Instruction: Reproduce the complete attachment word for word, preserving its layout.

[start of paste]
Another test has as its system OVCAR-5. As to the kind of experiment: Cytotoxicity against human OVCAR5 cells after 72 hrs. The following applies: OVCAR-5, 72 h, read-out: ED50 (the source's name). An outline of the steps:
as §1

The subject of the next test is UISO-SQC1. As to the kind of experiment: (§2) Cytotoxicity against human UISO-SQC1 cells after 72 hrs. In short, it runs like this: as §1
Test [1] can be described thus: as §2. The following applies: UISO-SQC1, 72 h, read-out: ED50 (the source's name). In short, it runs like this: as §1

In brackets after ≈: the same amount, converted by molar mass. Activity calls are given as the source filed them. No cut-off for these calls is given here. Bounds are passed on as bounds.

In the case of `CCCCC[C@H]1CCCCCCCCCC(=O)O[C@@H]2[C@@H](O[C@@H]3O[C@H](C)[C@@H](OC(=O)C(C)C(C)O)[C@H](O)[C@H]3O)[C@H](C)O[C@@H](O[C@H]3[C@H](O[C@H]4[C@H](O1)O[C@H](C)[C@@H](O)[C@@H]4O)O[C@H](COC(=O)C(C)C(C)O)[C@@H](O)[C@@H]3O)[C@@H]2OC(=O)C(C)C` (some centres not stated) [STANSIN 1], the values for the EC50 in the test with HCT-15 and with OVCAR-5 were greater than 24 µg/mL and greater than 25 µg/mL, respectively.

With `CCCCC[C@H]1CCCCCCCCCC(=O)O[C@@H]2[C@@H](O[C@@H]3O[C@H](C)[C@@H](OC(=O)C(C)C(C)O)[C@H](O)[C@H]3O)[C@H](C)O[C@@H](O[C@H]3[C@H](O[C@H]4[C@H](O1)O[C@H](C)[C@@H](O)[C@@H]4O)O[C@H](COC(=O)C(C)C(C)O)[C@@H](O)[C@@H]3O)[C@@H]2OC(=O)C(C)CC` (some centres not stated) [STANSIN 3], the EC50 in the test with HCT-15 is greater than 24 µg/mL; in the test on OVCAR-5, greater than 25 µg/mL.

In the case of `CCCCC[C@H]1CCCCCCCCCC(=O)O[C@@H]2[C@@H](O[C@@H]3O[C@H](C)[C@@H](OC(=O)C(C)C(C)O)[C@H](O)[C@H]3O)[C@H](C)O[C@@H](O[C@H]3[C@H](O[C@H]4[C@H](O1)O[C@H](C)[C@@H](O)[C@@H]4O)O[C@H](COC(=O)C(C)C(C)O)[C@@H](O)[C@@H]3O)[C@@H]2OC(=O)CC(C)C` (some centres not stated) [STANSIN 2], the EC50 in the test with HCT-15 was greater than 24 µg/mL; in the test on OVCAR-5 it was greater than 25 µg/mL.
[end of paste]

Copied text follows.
Another test has as its system OVCAR-5. As to the kind of experiment: Cytotoxicity against human OVCAR5 cells after 72 hrs. The following applies: OVCAR-5, 72 h, read-out: ED50 (the source's name). An outline of the steps:
as §1

The subject of the next test is UISO-SQC1. As to the kind of experiment: (§2) Cytotoxicity against human UISO-SQC1 cells after 72 hrs. In short, it runs like this: as §1
Test [1] can be described thus: as §2. The following applies: UISO-SQC1, 72 h, read-out: ED50 (the source's name). In short, it runs like this: as §1

In brackets after ≈: the same amount, converted by molar mass. Activity calls are given as the source filed them. No cut-off for these calls is given here. Bounds are passed on as bounds.

In the case of `CCCCC[C@H]1CCCCCCCCCC(=O)O[C@@H]2[C@@H](O[C@@H]3O[C@H](C)[C@@H](OC(=O)C(C)C(C)O)[C@H](O)[C@H]3O)[C@H](C)O[C@@H](O[C@H]3[C@H](O[C@H]4[C@H](O1)O[C@H](C)[C@@H](O)[C@@H]4O)O[C@H](COC(=O)C(C)C(C)O)[C@@H](O)[C@@H]3O)[C@@H]2OC(=O)C(C)C` (some centres not stated) [STANSIN 1], the values for the EC50 in the test with HCT-15 and with OVCAR-5 were greater than 24 µg/mL and greater than 25 µg/mL, respectively.

With `CCCCC[C@H]1CCCCCCCCCC(=O)O[C@@H]2[C@@H](O[C@@H]3O[C@H](C)[C@@H](OC(=O)C(C)C(C)O)[C@H](O)[C@H]3O)[C@H](C)O[C@@H](O[C@H]3[C@H](O[C@H]4[C@H](O1)O[C@H](C)[C@@H](O)[C@@H]4O)O[C@H](COC(=O)C(C)C(C)O)[C@@H](O)[C@@H]3O)[C@@H]2OC(=O)C(C)CC` (some centres not stated) [STANSIN 3], the EC50 in the test with HCT-15 is greater than 24 µg/mL; in the test on OVCAR-5, greater than 25 µg/mL.

In the case of `CCCCC[C@H]1CCCCCCCCCC(=O)O[C@@H]2[C@@H](O[C@@H]3O[C@H](C)[C@@H](OC(=O)C(C)C(C)O)[C@H](O)[C@H]3O)[C@H](C)O[C@@H](O[C@H]3[C@H](O[C@H]4[C@H](O1)O[C@H](C)[C@@H](O)[C@@H]4O)O[C@H](COC(=O)C(C)C(C)O)[C@@H](O)[C@@H]3O)[C@@H]2OC(=O)CC(C)C` (some centres not stated) [STANSIN 2], the EC50 in the test with HCT-15 was greater than 24 µg/mL; in the test on OVCAR-5 it was greater than 25 µg/mL.